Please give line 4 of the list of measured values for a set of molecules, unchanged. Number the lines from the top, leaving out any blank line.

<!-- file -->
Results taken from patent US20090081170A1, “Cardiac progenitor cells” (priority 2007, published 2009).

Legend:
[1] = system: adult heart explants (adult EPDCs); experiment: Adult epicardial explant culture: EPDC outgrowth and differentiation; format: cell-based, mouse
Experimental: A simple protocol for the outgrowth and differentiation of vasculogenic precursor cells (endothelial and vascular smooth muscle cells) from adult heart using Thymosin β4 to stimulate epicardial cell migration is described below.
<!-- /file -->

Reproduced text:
Experimental: A simple protocol for the outgrowth and differentiation of vasculogenic precursor cells (endothelial and vascular smooth muscle cells) from adult heart using Thymosin β4 to stimulate epicardial cell migration is described below.